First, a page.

Prenatal care with a midwife follows a similar schedule of meetings (monthly, bi-weekly, weekly,) and involves some of the same testing that the OB performs. The major difference between an OB and a midwife is the length and intimacy of the visits. A close friend of mine (we’ll call her Audrey) who is planning a homebirth and employs a midwife told me that she feels much more comfortable with her midwife when compared to her OB. At 30 weeks pregnant, Audrey switched to a midwife when she decided to have a homebirth. Even if you are planning on delivering in a hospital you can still see a midwife, and many certified nurse midwives are associated with OB/GYN practices. Audrey said that she always felt like just another number in the OB office, and that she didn’t feel like she could ask questions, or that when she did, she was treated as if she shouldn’t be asking questions. In choosing a midwife, it is important to check for credentials which will indicate levels of education and experience. The best way to find a midwife is ask for recommendations from other women. You can also visit this site where you can type in your location and find locations that have a midwife on staff.
Audrey goes to her midwife’s home office and spends about an hour at each visit. She still has her blood pressure, urine, and weight checked, but it is in an intimate and relaxed setting, and she doesn’t feel like just another patient. They chat about how Audrey is feeling, any new thoughts or emotions associated with her experience thus far and there is an opportunity to ask as many questions as she has. She also said that the midwife carefully explains all of the risks, benefits, and reasons for various tests so that she can make an informed choice about the necessity of the test. The midwife encourages Audrey’s husband to be involved so that he may better understand the process of pregnancy and how Audrey is coping with it. Since switching to a midwife, Audrey says the process of pregnancy has been much more enjoyable and less stressful due to the intimacy and relaxed tone with the midwife.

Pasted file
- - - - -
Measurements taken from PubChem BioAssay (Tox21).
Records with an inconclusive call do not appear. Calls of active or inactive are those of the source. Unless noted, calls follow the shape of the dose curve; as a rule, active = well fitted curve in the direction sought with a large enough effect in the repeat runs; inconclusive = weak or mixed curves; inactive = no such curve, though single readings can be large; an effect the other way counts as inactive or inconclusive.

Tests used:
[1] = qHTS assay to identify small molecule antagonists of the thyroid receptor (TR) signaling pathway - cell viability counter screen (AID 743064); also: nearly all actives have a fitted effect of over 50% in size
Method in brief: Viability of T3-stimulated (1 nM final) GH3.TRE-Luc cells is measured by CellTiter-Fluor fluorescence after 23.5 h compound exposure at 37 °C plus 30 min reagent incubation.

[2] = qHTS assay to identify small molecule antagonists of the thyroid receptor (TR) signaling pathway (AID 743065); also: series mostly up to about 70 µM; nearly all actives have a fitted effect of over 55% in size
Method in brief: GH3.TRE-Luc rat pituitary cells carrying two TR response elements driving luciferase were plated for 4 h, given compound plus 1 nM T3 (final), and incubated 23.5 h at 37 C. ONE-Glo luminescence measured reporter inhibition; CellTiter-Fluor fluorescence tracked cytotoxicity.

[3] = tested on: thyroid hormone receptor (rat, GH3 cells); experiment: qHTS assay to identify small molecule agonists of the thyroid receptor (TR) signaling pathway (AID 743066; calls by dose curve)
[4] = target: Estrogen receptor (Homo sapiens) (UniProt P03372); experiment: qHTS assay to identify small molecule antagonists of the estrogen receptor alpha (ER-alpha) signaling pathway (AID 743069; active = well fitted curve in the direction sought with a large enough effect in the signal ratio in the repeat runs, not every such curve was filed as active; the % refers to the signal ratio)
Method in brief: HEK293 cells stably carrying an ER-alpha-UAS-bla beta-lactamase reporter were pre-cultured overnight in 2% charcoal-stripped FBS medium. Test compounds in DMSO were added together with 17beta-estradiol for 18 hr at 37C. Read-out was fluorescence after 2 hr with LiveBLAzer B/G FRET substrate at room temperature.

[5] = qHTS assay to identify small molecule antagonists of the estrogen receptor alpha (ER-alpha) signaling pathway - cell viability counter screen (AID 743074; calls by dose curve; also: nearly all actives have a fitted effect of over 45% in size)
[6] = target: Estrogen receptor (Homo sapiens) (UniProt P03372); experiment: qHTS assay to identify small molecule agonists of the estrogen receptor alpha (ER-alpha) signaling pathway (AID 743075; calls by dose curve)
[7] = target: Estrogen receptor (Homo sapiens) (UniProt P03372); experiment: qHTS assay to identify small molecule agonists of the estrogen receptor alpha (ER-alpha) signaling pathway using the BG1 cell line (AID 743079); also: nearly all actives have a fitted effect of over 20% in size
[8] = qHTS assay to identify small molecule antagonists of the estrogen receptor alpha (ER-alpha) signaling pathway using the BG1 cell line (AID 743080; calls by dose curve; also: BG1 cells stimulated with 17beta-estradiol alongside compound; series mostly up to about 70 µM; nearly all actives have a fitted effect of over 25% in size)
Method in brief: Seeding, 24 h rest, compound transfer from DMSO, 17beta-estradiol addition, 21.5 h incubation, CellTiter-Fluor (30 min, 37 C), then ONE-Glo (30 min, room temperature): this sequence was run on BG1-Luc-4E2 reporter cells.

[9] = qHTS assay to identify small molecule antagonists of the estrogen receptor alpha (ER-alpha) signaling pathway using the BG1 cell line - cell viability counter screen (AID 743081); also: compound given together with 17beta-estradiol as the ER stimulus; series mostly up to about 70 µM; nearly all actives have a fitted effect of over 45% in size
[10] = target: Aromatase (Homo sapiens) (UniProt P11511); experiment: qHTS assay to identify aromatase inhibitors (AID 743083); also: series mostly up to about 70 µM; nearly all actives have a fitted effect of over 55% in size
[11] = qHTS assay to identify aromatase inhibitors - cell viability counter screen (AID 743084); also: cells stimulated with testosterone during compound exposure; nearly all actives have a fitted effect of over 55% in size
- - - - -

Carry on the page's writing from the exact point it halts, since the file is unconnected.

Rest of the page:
Midwives will utilize the same tests as an OB; however, they tend to use the tests as reactive rather than proactive measures. This is not to be misinterpreted as midwives being irresponsible by not testing unless necessary, it is simply that many midwives feel that some tests are not necessary to ensure the health of mother and baby. For example, a healthy mom experiencing no complications in pregnancy may chose to decline glucose testing in the absence of gestational diabetes risk factors. Most OB’s will insist, (though you have the right to decline testing and treatment) but most midwives who are confident in your overall health will not insist you take a test unless there are risk factors or history that suggest tests would be beneficial.
If at any point in your pregnancy (even right before or after your due date), you are not happy with your care provider, SWITCH! You have the right to the care you believe you deserve and you have every right to switch providers at any time. If you are considering switching providers, look for the next article titled “Switching Providers” for tips on how to successfully switch.
Go back to: An Introduction to Birth in the Hospital
Go ahead to: Step #2: Establishing Support
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